Hundreds of toff students at Oxford University have been struck down with suspected food poisoning after attending a high-society ball.
The undergraduates complained of experiencing sickness and diarrhoea just days after the boozy Mansfield College Ball on Saturday February 2.
University chiefs have ordered an investigation into the outbreak after dozens of students failed to turn up for seminars and lectures while they recovered.
The outbreak was deemed so serious that the Environment Health have ordered students to see their GPs and have bodily samples to find the cause of the outbreak.
Mansfield Ball President Anna Ploszajski said: “We have had reports from a minority of students of virus-like effects like vomiting and diarrhoea.
“There have been allegations of food poisoning.
“It appears to be the seafood bar that has come under questioning.
“Mansfield College are carrying out a full investigation into the possible cause of the illness and until the investigation is complete, I am unable to offer a suggestion as to what has brought on the symptoms.
“This unfortunate incident should not, and will not, belittle the achievement of what has been the culmination of almost two years of preparation.
“The event has consistently been trumpeted as unquestionably the most successful ball in Mansfield’s history.”
Junior Dean Claire Palmer emailed students last week, stating: “We have had a number of reports regarding students (Main Site and Off-site) feeling unwell with a suspected virus.”
“The College has been in contact with the Environmental Health and Public Health Authorities.
“Environmental Health has requested that all students who have experienced symptoms in the last few days contact their GPs so that samples can be taken (and the guilty organisms readily identified).”
Founded in 1838, Mansfield College is one of the oldest constituent colleges in Oxford with 375 undergraduates, graduates and visiting scholars.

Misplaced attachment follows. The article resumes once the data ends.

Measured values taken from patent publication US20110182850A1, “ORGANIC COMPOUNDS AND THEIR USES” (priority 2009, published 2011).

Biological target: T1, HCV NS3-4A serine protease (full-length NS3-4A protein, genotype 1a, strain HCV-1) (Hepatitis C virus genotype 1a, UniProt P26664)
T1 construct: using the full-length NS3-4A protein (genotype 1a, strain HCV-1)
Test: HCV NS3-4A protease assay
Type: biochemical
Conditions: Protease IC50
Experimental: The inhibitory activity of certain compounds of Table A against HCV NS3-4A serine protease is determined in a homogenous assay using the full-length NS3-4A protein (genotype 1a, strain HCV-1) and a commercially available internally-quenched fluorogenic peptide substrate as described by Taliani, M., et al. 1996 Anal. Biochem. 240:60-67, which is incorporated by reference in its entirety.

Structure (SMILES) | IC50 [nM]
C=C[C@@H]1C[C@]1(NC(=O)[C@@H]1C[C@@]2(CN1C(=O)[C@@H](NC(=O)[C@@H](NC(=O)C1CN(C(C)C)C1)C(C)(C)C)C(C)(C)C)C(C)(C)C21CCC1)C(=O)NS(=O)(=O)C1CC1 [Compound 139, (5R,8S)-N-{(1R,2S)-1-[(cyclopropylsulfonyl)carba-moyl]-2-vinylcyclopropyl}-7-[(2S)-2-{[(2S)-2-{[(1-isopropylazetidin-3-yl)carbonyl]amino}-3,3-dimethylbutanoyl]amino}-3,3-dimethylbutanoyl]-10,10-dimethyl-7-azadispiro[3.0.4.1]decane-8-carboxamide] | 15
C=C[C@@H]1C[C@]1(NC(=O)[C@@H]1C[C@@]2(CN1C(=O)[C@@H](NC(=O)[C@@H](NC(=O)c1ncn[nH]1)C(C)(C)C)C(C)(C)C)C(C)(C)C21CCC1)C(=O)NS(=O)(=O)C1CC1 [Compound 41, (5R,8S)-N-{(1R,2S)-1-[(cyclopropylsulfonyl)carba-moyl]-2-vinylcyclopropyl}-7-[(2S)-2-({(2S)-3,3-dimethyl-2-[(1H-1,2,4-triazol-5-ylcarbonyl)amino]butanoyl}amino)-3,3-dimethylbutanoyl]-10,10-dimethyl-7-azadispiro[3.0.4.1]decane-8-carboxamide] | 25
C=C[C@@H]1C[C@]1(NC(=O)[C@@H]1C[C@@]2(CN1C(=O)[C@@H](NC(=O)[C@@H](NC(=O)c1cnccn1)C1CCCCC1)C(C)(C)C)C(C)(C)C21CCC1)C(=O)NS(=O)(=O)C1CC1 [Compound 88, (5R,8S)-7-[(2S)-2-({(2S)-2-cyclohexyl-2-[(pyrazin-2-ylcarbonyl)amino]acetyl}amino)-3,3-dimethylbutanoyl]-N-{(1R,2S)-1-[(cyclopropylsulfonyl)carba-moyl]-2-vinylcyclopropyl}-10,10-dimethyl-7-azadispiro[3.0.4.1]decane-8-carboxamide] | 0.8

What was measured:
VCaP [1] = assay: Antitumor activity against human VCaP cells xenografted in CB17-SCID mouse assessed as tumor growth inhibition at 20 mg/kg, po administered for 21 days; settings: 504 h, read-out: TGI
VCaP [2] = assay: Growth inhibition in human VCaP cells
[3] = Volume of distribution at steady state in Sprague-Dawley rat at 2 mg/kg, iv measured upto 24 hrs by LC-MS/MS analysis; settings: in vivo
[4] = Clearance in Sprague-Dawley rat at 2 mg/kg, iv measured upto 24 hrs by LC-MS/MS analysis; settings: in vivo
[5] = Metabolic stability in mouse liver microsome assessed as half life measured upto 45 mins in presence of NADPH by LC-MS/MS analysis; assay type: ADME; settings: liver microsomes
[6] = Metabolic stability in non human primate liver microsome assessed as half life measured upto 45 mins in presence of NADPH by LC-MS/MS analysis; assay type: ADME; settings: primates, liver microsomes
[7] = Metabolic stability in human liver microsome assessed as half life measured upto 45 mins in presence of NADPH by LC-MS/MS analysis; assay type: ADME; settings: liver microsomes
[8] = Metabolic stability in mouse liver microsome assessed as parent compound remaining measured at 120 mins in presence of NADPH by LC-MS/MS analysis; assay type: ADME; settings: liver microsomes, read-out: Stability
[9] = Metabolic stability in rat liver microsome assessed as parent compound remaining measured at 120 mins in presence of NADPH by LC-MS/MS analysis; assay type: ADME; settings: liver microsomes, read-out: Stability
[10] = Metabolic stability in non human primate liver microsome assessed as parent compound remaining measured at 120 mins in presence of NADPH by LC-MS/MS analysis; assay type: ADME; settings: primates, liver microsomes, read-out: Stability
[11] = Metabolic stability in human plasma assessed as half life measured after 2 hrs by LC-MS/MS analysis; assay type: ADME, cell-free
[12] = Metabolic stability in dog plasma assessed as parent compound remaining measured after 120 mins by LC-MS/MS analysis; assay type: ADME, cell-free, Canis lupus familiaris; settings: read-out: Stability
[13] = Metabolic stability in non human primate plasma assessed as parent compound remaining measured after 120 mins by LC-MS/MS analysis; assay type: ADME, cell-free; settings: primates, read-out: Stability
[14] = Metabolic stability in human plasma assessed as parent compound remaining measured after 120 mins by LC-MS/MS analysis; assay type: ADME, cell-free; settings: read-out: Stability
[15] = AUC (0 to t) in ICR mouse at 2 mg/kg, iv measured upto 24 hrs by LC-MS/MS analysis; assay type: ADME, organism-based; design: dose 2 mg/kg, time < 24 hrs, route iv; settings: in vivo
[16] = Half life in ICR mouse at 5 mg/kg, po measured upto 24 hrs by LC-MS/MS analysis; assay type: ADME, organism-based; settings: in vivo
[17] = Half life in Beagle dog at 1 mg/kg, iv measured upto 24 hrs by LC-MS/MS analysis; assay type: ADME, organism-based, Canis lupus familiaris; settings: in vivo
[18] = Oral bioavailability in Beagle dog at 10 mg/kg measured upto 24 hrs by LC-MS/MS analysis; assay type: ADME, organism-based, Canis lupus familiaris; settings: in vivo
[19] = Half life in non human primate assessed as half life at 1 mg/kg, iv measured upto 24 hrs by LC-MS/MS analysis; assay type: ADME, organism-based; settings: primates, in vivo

Past students include MP Chris Bryant and BBC presenter and investigative journalist Justin Rowlatt.
Err Mansfield College was actually granted college status in 1995: http://www.mansfield.ox.ac.uk/about/historical-background.html … making it one of the youngest Oxford colleges
Mansfield is one of the newest colleges in Oxford, several hundred years newer than most. And it’s students are 85% state educated.
So much wrong with this; considering that you’re a press agency I would be worried:
1. ‘Hundreds’ of people did not become ill, maybe tens of people did.
2. Mansfield became a college in 1995, it is the second newest college out of about 30.
3. There are more state school students who study at Mansfield than students who were publicly educated. Mansfield has the highest proportion of state school students out of all Oxford colleges.
4. It’s not certain that people had food poisoning.
5. ‘University chiefs’ have not ordered an investigation. One of the managers at Mansfield is coordinating everything.
6. Mansfield students aren’t ‘toffs’.
7. It was not a ‘high-society’ ball.
There have been 55 reported cases of the illness, so ‘hundreds’ of students is a massive overstatement.
Plenty of people have already commented on the blatantly false statement regarding Mansfield’s age on the Telegraph page – Mansfield was founded as a PPH, not a college, in 1886, and we only became a college in 1995, making us the second youngest college overall and the youngest to accept undergraduates (Harris Manchester is the youngest, accepting only grad students).
Finally, as the majority of those struck ill were Mansfielders, it’s highly unlikely that many were from public schools. So basically your headline is complete and utter rubbish, and the first sentence is possibly even worse. Deeming a group of people you know absolutely nothing about except that they go to Oxford and caught food poising ‘toffs’ is prejudiced, inaccurate, and unjustified.
I can’t believe you write things like this and then accuse the university of putting off state school students from applying.